Many people have suggested using "Random Circuit Sampling" to demonstrate quantum supremacy. But what is the precise definition of the "Random Circuit Sampling" problem? I've seen statements like "the task is to take a random (efficient) quantum circuit of a specific form and generate samples from its output distribution". But it is not clear to me what the terms "random (efficient) quantum circuit" mean precisely. Also, do we know anything about the classical computational complexity of this problem?

  • $\begingroup$ I don't see James Wootton mentions the complexity of RCS problem, so it is #P-hard, see this paper: arxiv.org/pdf/1803.04402.pdf $\endgroup$
    Oct 29, 2019 at 9:35

1 Answer 1


There are a continuous set of possible states for $n$ qubits, each of which can be expressed as a superposition of the $2^n$ basis states.

Mostly of these states are highly entangled, and would require highly complex circuits to create (assuming the standard gate set of single qubit rotations and two or three qubit entangling gates).

These circuits would have to be implemented very cleanly to be able to reach these states. Noise causes decoherence, which essentially drives your qubits to an unentangled state (like all qubits $|0\rangle$ due to relaxation, or the maximally mixed state due to constantly rotated relaxation and dephasing).

The set of unentangled states is just a tiny corner of the total set of all possible states, but it is a corner that is hard to leave for long. So implementing circuits capable of fully exploring the $n$ qubit Hilbert space will be very hard. But taking advantage of the full Hilbert space is what quantum computing is all about. So we have to show that we can overcome this hurdle.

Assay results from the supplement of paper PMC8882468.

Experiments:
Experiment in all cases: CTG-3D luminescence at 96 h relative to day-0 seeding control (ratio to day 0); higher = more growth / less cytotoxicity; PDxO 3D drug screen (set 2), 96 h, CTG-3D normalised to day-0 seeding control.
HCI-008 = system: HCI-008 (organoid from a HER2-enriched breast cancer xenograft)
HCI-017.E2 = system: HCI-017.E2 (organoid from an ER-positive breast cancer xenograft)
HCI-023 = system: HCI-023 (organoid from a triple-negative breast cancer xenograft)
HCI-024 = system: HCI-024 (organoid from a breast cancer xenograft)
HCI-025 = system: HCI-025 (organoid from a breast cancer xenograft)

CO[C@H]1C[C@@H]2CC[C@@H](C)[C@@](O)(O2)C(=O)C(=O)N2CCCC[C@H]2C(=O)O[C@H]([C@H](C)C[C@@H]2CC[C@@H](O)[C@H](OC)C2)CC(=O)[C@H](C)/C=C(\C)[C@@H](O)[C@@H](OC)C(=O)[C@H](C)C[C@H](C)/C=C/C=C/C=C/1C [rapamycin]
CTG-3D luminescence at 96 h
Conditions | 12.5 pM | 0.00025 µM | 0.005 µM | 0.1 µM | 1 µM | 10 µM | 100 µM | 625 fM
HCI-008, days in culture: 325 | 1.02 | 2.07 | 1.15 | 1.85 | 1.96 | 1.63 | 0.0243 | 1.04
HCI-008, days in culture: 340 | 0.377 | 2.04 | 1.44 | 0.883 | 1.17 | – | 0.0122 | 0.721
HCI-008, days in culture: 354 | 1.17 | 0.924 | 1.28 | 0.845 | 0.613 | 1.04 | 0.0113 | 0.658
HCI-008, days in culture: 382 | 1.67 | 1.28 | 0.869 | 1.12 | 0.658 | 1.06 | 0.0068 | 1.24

One way to see how well we do this is to focus on just randomly producing $n$ qubit states. These should be picked uniformly from all possible states, and not be biased towards the tiny set of states that it is easy for us to produce or write down. This can be done by running a random circuits of sufficient circuit depth. The number of gates for this thought to be efficient (i.e. polynomial in $n$), though I'm not sure if this is proven or is just a widely held conjecture.

The randomness of the process ensures that there are no nice properties that could be exploited by a classical simulation. So the task of simulating arbitrary random circuits will require a full simulation of the $n$ qubits, the required classical resources for which scale exponentially with $n$.

The details of how exactly to go about creating the random circuit, and what to look for in the results to declare success, depend on the proposal (such as Google's). It is also not yet clear how many qubits are needed before current supercomputers cannot reproduce the result.


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